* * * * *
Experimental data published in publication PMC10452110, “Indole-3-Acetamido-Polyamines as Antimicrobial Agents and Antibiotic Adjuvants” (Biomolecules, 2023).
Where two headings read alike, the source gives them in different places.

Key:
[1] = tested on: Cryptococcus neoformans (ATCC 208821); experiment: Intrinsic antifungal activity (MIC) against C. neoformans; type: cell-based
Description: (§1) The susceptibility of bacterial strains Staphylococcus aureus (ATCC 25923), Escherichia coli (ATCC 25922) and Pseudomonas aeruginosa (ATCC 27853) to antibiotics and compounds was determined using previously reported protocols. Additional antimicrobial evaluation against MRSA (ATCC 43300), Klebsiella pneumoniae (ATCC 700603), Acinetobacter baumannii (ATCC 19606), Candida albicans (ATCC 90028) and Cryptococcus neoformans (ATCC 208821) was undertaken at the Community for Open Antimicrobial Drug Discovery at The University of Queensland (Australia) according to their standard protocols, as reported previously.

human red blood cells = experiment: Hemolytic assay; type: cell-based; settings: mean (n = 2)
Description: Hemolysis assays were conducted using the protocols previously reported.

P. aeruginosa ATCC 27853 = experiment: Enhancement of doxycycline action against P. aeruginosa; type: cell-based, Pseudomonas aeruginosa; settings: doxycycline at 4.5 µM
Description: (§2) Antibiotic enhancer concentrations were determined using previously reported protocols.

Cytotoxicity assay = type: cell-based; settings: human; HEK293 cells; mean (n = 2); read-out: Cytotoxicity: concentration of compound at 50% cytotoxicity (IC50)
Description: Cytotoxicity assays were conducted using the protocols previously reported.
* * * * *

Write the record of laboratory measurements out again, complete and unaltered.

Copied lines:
Experimental data published in publication PMC10452110, “Indole-3-Acetamido-Polyamines as Antimicrobial Agents and Antibiotic Adjuvants” (Biomolecules, 2023).
Where two headings read alike, the source gives them in different places.

Key:
[1] = tested on: Cryptococcus neoformans (ATCC 208821); experiment: Intrinsic antifungal activity (MIC) against C. neoformans; type: cell-based
Description: (§1) The susceptibility of bacterial strains Staphylococcus aureus (ATCC 25923), Escherichia coli (ATCC 25922) and Pseudomonas aeruginosa (ATCC 27853) to antibiotics and compounds was determined using previously reported protocols. Additional antimicrobial evaluation against MRSA (ATCC 43300), Klebsiella pneumoniae (ATCC 700603), Acinetobacter baumannii (ATCC 19606), Candida albicans (ATCC 90028) and Cryptococcus neoformans (ATCC 208821) was undertaken at the Community for Open Antimicrobial Drug Discovery at The University of Queensland (Australia) according to their standard protocols, as reported previously.

human red blood cells = experiment: Hemolytic assay; type: cell-based; settings: mean (n = 2)
Description: Hemolysis assays were conducted using the protocols previously reported.

P. aeruginosa ATCC 27853 = experiment: Enhancement of doxycycline action against P. aeruginosa; type: cell-based, Pseudomonas aeruginosa; settings: doxycycline at 4.5 µM
Description: (§2) Antibiotic enhancer concentrations were determined using previously reported protocols.

Cytotoxicity assay = type: cell-based; settings: human; HEK293 cells; mean (n = 2); read-out: Cytotoxicity: concentration of compound at 50% cytotoxicity (IC50)
Description: Cytotoxicity assays were conducted using the protocols previously reported.